With these points in mind I started working on Snowball. It’s designed to be an Xna like framework for making 2D games. It uses SlimDX on the backend, but that is completely abstracted away from consumers of the framework. What I want to do is design the API so that the backend can be swapped out somewhat painlessly.

I still have a ways to go before I will consider it a version 1.0 release. As of this writing, I’m transitioning to more of a ContentLoader class style for loading your game’s content. Any resource type from within the framework can be loaded by hand if you want, the ContentLoader class will just make it easier. After that I have a few other features like GamePad and Music which I would like to implement before saying I have a Beta type release.

The future after that is up in the air. I would love to try and have different implementations of the API for Xna and/or OpenTK.

I recommend for anyone who is interested as to why an API designer choose to implement the API in the way they did to try it for themselves. I have learned many things from this project including why certain design decisions were made by the Xna Framework team.

Component Glue

The other day I started an open source project for an IoC Container I call Component Glue. It’s in a toy / learning tool status right now and I don’t know how far I actually want to take the project. More to come though.

Component Glue on Codeplex

Implementing basic Dependency Injection using a Service Container

By extending your Service Container class, a very basic version of dependency injection can be implemented. We’ll implement two forms of dependency injection: constructor and property injection.

Progress Bar in Windows 7 Taskbars

I decided to add progress bar to the Windows 7 Taskbar in my Timer app.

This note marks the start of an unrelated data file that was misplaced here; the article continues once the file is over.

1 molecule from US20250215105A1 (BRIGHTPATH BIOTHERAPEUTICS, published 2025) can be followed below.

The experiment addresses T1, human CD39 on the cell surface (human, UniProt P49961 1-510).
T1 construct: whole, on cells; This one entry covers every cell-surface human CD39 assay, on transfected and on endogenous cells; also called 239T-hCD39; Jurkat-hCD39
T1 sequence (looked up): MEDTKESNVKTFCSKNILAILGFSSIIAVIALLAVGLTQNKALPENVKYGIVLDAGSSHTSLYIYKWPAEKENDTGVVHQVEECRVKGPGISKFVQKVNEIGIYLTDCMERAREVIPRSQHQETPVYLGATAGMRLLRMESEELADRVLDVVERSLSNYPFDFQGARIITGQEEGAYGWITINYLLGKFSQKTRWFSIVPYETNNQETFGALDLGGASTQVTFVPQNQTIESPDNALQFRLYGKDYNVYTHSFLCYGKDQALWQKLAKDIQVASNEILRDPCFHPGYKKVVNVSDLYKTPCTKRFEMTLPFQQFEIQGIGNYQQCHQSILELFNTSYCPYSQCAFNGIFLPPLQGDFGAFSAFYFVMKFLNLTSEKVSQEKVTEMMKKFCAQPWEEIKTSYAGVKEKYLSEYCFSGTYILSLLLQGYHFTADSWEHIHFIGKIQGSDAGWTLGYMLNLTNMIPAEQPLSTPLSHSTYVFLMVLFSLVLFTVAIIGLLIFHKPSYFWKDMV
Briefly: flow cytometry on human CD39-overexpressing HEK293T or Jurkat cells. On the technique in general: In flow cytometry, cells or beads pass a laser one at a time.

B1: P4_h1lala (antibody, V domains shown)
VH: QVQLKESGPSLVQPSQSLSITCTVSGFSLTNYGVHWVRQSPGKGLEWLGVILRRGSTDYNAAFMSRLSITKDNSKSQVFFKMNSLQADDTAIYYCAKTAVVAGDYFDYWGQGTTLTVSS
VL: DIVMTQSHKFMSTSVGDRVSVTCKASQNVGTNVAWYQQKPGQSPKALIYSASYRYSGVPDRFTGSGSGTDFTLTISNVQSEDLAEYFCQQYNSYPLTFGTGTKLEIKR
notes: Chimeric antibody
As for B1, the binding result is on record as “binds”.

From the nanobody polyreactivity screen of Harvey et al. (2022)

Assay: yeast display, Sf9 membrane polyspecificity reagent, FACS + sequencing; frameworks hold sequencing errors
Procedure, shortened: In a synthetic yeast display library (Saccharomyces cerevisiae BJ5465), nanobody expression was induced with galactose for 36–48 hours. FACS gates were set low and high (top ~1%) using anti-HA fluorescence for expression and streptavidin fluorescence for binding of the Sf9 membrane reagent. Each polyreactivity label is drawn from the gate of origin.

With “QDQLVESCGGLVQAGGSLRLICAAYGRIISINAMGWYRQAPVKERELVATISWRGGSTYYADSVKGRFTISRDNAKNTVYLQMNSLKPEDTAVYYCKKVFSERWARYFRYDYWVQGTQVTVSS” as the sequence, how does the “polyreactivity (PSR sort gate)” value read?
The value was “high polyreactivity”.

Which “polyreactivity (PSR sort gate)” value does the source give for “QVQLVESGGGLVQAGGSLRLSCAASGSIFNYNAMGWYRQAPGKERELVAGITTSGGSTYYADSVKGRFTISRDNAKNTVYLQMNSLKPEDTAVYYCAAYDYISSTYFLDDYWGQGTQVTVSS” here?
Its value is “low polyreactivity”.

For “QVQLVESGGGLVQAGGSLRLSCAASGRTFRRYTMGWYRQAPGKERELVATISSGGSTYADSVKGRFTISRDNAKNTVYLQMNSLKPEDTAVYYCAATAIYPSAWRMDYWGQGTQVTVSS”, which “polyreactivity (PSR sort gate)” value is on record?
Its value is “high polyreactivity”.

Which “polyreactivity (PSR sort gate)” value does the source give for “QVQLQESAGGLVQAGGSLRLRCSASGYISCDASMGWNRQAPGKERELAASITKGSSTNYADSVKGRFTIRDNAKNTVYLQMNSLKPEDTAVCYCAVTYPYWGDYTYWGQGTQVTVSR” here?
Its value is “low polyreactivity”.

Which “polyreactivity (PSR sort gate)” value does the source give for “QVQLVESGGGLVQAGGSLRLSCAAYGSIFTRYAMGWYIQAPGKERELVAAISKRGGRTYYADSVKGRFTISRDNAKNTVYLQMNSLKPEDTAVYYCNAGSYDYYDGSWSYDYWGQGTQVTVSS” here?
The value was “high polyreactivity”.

I started by downloading and compiling the Windows API Code Pack in Release mode. I then added a reference to the Microsoft.WindowsAPICodePack.dll and Microsoft.WindowsAPICodePack.Shell.dll files to the project. After that add the lines:

using Microsoft.WindowsAPICodePack.Taskbar;

to your using statements. When the clock starts running I create the progress bar in the taskbar with:

// Initialize progress bar
if(TaskbarManager.IsPlatformSupported)
{
    TaskbarManager.Instance.SetProgressState(TaskbarProgressBarState.Normal);
    TaskbarManager.Instance.SetProgressValue(0, (int)this.totalTime.TotalSeconds, this.Handle);
}

to stop the progress bar:

// Stop progress bar
if(TaskbarManager.IsPlatformSupported)
    TaskbarManager.Instance.SetProgressState(TaskbarProgressBarState.NoProgress);

and finally to update the progress bar on each tick:

// Update progress bar
if(TaskbarManager.IsPlatformSupported)
    TaskbarManager.Instance.SetProgressValue((int)this.totalTime.TotalSeconds – (int)this.time.TotalSeconds, (int)this.totalTime.TotalSeconds, this.Handle);

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Drawing Rectangles with SpriteBatch

Just a quick code snippet which adds an extension method for drawing Rectangles to SpriteBatch:

public static class SpriteBatchHelper
{
    static Texture2D pixel;

    private static void LoadPixel(GraphicsDevice graphicsDevice)
    {
        if(pixel == null)
        {
            pixel = new Texture2D(graphicsDevice, 1, 1);
            pixel.SetData<Color>(new Color[] { Color.White });
        }
    }

    public static void DrawRectangle(this SpriteBatch spriteBatch, Rectangle rectangle, Color color)
    {
        LoadPixel(spriteBatch.GraphicsDevice);
        spriteBatch.Draw(pixel, rectangle, color);
    }
}